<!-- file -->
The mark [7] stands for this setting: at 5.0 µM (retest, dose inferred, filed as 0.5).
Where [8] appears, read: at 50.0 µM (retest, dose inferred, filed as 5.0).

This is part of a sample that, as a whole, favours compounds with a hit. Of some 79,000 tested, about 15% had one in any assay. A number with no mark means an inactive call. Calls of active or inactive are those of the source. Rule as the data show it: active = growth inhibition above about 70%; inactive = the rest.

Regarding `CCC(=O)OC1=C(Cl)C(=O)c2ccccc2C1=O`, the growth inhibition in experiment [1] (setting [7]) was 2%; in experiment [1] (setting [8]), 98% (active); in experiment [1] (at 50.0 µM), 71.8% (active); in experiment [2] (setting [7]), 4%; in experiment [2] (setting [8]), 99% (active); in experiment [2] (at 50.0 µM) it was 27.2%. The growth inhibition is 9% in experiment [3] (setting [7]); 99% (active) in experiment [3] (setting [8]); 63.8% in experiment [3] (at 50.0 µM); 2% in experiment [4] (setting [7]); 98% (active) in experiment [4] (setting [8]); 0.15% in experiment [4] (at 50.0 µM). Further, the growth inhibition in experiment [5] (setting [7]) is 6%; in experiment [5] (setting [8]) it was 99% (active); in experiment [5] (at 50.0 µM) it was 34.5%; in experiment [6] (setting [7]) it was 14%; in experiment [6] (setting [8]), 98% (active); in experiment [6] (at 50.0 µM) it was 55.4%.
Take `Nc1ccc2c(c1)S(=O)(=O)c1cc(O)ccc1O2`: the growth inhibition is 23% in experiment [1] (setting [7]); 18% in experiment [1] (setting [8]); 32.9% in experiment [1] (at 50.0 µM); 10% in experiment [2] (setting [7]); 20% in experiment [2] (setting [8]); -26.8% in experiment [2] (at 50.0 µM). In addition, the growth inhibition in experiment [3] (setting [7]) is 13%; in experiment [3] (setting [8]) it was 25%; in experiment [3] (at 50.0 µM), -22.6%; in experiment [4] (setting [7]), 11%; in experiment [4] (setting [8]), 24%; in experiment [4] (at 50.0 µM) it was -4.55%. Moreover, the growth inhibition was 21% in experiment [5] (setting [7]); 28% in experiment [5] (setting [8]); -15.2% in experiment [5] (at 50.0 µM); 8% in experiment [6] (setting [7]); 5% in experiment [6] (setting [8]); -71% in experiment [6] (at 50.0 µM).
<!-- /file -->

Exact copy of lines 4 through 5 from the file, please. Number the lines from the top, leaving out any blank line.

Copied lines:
Regarding `CCC(=O)OC1=C(Cl)C(=O)c2ccccc2C1=O`, the growth inhibition in experiment [1] (setting [7]) was 2%; in experiment [1] (setting [8]), 98% (active); in experiment [1] (at 50.0 µM), 71.8% (active); in experiment [2] (setting [7]), 4%; in experiment [2] (setting [8]), 99% (active); in experiment [2] (at 50.0 µM) it was 27.2%. The growth inhibition is 9% in experiment [3] (setting [7]); 99% (active) in experiment [3] (setting [8]); 63.8% in experiment [3] (at 50.0 µM); 2% in experiment [4] (setting [7]); 98% (active) in experiment [4] (setting [8]); 0.15% in experiment [4] (at 50.0 µM). Further, the growth inhibition in experiment [5] (setting [7]) is 6%; in experiment [5] (setting [8]) it was 99% (active); in experiment [5] (at 50.0 µM) it was 34.5%; in experiment [6] (setting [7]) it was 14%; in experiment [6] (setting [8]), 98% (active); in experiment [6] (at 50.0 µM) it was 55.4%.
Take `Nc1ccc2c(c1)S(=O)(=O)c1cc(O)ccc1O2`: the growth inhibition is 23% in experiment [1] (setting [7]); 18% in experiment [1] (setting [8]); 32.9% in experiment [1] (at 50.0 µM); 10% in experiment [2] (setting [7]); 20% in experiment [2] (setting [8]); -26.8% in experiment [2] (at 50.0 µM). In addition, the growth inhibition in experiment [3] (setting [7]) is 13%; in experiment [3] (setting [8]) it was 25%; in experiment [3] (at 50.0 µM), -22.6%; in experiment [4] (setting [7]), 11%; in experiment [4] (setting [8]), 24%; in experiment [4] (at 50.0 µM) it was -4.55%. Moreover, the growth inhibition was 21% in experiment [5] (setting [7]); 28% in experiment [5] (setting [8]); -15.2% in experiment [5] (at 50.0 µM); 8% in experiment [6] (setting [7]); 5% in experiment [6] (setting [8]); -71% in experiment [6] (at 50.0 µM).